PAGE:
(Image: Mitchell Squire/Private Media)

Nearly 30 years ago, when I was a junior lawyer, the chairman of the firm at which I was working stood up at the Christmas party and told the crowd of more than 200 staff members that he was awarding a prize. He held it up — a large jar of Vicks VapoRub — and proudly declared that the winner was “the girl with the biggest tits”. He named her, and she did as was expected: made her way to the stage to collect her reward.

The consequences of that act were some awkwardness, a few whispers, and the victim’s voluntary departure from the firm. The chairman sailed on, his illustrious career undimmed.

True story. It has stuck with me ever since.

Things, of course, have changed. You wouldn’t get away with that kind of thing these days, would you?

Consider the case of EFA, a male Sydney barrister whose name we will never know because it has been permanently suppressed by the NSW Civil and Administrative Tribunal (NCAT). Disciplinary action against him has just concluded in NCAT, in a case that tells us something about what hasn’t changed.

In 2017, EFA attended a formal dinner for barristers’ clerks at Doltone House. Clerks are the grease that turn the wheels of a barrister’s chambers; their role is critical and highly valued. The dinner is a form of thank you.

It was nearly 11pm when EFA, who was very drunk, approached a table at which A, another male barrister and friend of EFA, was seated and talking to H, a young female clerk. EFA grabbed A’s head and simulated oral sex with him. Apparently they both thought it was hilarious; NCAT found that it was some sort of “ritual” between them.

So hilarious was it that EFA immediately thought he should include H in the joke. On the facts as determined, he turned to H, facing her (she was looking down at the table), placed his left hand behind her head and pushed it down once. At the same time, he said “suck my dick”.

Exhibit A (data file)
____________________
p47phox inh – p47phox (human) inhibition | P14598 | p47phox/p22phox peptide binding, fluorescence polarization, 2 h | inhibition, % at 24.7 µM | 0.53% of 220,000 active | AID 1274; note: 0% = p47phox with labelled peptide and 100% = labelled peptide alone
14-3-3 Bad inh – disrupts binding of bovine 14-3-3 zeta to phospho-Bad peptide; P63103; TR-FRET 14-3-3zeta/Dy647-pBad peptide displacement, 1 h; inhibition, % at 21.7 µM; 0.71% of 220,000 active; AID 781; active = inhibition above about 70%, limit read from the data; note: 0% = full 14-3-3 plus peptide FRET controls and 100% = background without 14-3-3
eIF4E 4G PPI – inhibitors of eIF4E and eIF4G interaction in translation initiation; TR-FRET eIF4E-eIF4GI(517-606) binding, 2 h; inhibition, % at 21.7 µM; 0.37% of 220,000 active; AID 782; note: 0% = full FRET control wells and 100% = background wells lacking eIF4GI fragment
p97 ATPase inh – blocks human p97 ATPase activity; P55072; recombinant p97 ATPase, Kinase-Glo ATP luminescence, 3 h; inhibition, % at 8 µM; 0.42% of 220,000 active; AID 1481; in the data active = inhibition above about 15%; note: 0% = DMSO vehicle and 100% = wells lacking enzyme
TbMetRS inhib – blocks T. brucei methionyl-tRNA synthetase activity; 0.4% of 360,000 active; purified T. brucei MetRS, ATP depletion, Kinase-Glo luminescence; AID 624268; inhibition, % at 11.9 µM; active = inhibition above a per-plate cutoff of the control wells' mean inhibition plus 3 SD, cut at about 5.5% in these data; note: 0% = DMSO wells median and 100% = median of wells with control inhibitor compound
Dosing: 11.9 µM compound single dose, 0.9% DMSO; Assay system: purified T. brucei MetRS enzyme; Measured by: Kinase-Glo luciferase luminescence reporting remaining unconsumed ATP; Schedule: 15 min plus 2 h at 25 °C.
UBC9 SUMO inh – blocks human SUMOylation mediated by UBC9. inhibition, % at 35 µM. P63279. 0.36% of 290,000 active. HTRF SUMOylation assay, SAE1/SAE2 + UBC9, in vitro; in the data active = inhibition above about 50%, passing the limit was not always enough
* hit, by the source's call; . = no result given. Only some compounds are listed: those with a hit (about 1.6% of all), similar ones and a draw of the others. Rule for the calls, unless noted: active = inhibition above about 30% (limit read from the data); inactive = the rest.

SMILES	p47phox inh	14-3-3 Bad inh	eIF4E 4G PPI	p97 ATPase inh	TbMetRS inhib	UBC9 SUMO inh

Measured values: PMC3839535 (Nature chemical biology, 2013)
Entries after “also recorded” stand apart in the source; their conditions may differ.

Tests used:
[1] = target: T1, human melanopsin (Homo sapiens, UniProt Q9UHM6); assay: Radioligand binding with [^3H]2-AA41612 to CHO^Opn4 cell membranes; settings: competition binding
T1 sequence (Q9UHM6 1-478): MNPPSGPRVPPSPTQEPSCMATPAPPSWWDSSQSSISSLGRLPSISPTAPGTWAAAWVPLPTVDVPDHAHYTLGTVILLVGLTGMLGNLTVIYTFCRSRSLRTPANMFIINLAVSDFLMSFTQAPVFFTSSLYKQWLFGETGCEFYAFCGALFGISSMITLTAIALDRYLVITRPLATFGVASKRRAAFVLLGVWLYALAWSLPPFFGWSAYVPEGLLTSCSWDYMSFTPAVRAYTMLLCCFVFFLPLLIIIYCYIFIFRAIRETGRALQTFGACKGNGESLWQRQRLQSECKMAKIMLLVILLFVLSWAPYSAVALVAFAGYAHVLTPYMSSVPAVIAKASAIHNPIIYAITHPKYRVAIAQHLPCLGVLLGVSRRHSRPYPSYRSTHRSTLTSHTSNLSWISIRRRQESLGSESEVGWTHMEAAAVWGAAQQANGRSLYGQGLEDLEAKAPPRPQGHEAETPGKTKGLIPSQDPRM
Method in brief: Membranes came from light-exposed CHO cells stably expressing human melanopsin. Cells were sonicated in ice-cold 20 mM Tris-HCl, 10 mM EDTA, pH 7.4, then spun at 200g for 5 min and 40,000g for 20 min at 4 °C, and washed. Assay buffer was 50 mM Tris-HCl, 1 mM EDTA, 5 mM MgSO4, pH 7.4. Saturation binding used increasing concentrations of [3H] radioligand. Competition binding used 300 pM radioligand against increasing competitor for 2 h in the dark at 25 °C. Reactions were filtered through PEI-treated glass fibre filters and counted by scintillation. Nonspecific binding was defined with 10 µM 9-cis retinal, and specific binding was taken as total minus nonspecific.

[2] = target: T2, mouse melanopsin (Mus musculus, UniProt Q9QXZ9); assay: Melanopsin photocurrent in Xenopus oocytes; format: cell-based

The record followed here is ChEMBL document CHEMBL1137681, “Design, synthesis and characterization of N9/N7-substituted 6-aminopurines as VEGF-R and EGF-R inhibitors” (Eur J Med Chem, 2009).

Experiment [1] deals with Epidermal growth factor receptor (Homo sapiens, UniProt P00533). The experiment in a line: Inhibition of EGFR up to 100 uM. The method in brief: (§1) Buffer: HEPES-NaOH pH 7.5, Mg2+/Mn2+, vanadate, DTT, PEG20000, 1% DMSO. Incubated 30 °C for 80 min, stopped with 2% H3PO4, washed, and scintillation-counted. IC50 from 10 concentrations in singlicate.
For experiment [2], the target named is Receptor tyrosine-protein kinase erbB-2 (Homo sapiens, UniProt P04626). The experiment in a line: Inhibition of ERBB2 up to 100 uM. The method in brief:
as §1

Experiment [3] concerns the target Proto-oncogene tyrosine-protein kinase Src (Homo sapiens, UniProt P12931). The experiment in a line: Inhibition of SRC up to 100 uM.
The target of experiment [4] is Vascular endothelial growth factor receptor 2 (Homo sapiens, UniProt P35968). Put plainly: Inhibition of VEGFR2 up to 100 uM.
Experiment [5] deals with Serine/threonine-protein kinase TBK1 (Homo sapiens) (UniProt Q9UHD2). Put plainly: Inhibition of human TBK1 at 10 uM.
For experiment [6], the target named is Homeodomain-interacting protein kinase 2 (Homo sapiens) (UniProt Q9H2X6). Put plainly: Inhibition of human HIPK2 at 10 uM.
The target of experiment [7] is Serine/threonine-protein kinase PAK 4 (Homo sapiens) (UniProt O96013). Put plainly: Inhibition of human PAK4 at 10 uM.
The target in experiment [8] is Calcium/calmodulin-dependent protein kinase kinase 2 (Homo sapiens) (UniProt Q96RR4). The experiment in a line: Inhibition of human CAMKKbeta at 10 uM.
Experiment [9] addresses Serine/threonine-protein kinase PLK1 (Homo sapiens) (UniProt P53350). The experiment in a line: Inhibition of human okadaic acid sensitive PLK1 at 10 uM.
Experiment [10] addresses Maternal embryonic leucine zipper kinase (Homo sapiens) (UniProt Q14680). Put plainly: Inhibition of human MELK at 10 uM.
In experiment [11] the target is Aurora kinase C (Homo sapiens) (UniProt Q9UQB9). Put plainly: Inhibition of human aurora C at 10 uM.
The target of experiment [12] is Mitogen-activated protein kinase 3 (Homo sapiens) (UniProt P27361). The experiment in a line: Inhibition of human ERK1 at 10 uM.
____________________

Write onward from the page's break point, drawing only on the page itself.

Ten minutes later, H reported what had happened to the clerk of her floor. He said she was clearly in distress. She made a formal complaint, leading four years later to the Bar Association asking NCAT to find that EFA had committed an act of professional misconduct. Such a finding could result in a lawyer being struck off.

NCAT said this: “H was offended by the pushing of her head by EFA and the words ‘suck my dick’ … [these actions] self-evidently had a sexual character and were inappropriate conduct towards a clerk who was previously unknown to him in the context of the barristers’ clerks’ dinner. EFA’s words and actions were not, however, in context, an “advance”. EFA was not actually inviting H to have oral sex with him. It seemed, rather, that he was extending to her an abridged echo of the greeting he had offered to A. He was including her in the horseplay he had engaged in with A. It was very poorly judged, doubtless on account of EFA’s significant level of intoxication. EFA failed to take into account H’s likely feelings of anger, embarrassment or humiliation.”

NCAT decided that EFA’s behaviour did not qualify as professional misconduct, partly because it did not take place in a context that had “some real and substantial connection with professional practice”. But also, in considering the question of EFA’s “good fame and character”, NCAT felt that his conduct did not “indicate that he has a character flaw which would render him unfit to practise the law for any length of time, let alone permanently”.

Ultimately, EFA copped a reprimand. NCAT did not consider that imposing a fine on him would “enhance” general deterrence; “to the extent that it is possible to deter people from making ill-judged jokes in very poor taste, the awareness of this matter, and its outcome and consequence, is likely to be sufficient deterrence”.

What outcome? What consequence? NCAT has permanently suppressed EFA’s name, because a psychiatrist warned that he may commit suicide if his identity becomes known. Anyway, “there is no need to disclose EFA’s name to warn future prospective clients or solicitors. We have found that EFA does not pose a risk to anyone”.

Well, that’s all good then. EFA was certainly remorseful, and he was only kidding. Why should his career, as a male barrister, be slowed down even slightly by his moment of ill-judged humour?

Of course, for H, it was not humour but a physical, sexual assault. NCAT was sure it wasn’t an “advance”, but what the hell would it have felt like to her? It was unprovoked, uninvited, unwanted and undeserved. It left her distressed and traumatised. She then had to be cross-examined on her recollection of the incident and subjected to the tribunal’s analysis of her credibility as a witness. All for what? A nameless, pointless, reprimand.

What’s changed? Not much.